Grandin gets about 10 corneas a week from eye banks. They come in glass vials full of pinkish liquid, packed in a Styrofoam box loaded with ice. Grandin uses enzymes and other processes to detach endothelium cells from the cornea. He then grows those cells in Petri dishes full of collagen.

Grandin was hired to work on this project by Price, the Indianapolis ophthalmol- ogist whose Price Vision Group is wellknown locally for doing laser eye surgery.

Price also does other surgeries and, in 1988, he founded the Cornea Research Foundation. It conducts research on the effects of eye surgeries and publishes the findings in medical journals. The small foundation, with assets in 2006 of $227,000, sponsors a dozen clinical studies each year.

To help it fund Grandin’s work, the foundation secured a $45,000 donation from retired Indianapolis businessman Jim Butler.

“It’s in its infancy now,” Price said, “but we’re actually trying to change how transplant surgery is done around the world.”

Price has already worked to change how transplants of corneas are done. Six years ago, he traveled to the Netherlands to learn a less intrusive technique that, instead of cutting out and replacing two-thirds of a person’s cornea, slipped out the endothelium and slipped in a new one.

Since then, roughly 450 doctors from around the world have traveled to Indianapolis to learn the technique from Price. Grandin was one of those doctors, making the trek in 2006.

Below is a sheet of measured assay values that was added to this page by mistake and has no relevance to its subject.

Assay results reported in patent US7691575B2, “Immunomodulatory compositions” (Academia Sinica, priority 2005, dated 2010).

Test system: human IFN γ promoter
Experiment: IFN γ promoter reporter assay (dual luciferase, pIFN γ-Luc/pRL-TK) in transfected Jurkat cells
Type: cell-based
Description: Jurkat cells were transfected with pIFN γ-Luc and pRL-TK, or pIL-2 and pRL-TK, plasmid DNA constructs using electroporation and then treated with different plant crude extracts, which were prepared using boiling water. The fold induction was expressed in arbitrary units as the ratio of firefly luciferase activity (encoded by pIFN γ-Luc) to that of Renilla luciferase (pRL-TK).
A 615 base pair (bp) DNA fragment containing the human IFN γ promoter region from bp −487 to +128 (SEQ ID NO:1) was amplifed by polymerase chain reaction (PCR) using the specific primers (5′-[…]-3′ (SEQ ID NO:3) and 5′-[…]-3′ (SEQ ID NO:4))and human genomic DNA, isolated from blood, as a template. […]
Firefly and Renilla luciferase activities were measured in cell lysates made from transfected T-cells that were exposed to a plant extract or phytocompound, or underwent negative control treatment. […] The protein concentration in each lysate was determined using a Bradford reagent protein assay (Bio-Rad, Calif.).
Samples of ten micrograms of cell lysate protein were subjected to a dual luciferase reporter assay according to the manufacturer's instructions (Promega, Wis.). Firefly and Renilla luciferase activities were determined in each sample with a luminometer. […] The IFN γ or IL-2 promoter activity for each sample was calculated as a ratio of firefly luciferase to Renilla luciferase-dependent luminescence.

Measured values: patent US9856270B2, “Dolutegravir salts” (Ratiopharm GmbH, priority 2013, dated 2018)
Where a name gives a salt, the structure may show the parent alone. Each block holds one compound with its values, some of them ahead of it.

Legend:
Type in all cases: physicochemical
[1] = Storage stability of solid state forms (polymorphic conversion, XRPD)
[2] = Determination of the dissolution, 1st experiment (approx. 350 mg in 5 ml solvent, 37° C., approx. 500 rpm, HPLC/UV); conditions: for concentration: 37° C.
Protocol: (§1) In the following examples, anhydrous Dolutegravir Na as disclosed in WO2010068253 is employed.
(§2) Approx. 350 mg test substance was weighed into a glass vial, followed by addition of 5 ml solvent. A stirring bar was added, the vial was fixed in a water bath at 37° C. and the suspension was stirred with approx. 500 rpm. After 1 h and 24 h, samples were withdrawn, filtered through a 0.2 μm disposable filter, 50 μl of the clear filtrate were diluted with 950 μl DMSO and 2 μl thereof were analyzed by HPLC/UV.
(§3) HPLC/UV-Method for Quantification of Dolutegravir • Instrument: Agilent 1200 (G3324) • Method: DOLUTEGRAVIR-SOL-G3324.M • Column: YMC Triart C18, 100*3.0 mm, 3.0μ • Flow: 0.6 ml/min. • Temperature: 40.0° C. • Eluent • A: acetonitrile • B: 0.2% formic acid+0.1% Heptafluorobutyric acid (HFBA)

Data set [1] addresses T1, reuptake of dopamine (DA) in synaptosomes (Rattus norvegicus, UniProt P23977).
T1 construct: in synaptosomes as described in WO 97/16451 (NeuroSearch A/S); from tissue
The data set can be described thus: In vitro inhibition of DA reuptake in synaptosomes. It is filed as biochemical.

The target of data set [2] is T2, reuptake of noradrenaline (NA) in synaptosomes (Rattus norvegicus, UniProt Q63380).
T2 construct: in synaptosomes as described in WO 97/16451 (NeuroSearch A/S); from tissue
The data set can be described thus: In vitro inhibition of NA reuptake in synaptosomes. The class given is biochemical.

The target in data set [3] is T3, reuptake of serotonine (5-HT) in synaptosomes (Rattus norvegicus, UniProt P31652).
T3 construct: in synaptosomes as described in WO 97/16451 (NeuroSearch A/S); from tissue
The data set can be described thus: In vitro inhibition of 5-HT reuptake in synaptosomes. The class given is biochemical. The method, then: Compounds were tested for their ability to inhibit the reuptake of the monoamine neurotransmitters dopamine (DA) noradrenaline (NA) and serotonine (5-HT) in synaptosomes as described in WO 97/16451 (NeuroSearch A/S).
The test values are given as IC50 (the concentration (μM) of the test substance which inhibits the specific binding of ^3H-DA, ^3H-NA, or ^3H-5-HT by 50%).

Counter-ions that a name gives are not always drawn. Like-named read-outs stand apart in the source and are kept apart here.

Grandin came back to the United States on Sept. 1 to do the cornea research project. He plans to stay one year, then continue the research back in Argentina.

“It is exciting,” said Grandin, as he drew diagrams of corneas on a white board in a conference room at the Herman B Wells Center for Pediatric Research, where his lab space is located. “If you wanted to be an astronaut and somebody invited you to the moon, that’s what it’s like.”

Officials at EndGenitor agree, but they’re trying not to get too excited. Commercializing new biotech products takes a minimum of six years and $10 million just to win approval from the U.S. Food and Drug Administration.

The years and dollars can also mount much higher.

“We have two other projects that are occupying all of our scientific muscle,” said Carlos Lopez, co-founder and chief scientific officer of End-Genitor. The 3-year-old company has yet to commercialize either of its adult-stem-cell products, which it derives from umbilical cord blood.

But Lopez clearly has a soft spot for Grandin’s and Price’s cornea research. He was a patient of Price’s, receiving new endotheliums because Fuchs dystrophy had worn his out.

“My hope is to take that [research] into a kind of development phase and improve upon [it],” Lopez said. Another co-founder of EndGenitor, Dr. Merv Yoder, is overseeing Grandin’s work.

David Johnson, CEO of BioCrossroads Inc., which promotes life sciences developments in central Indiana, said the kind of collaboration on Grandin’s cornea project is what Indiana needs to see more and more.

“It’s exactly what it’s all about,” he said.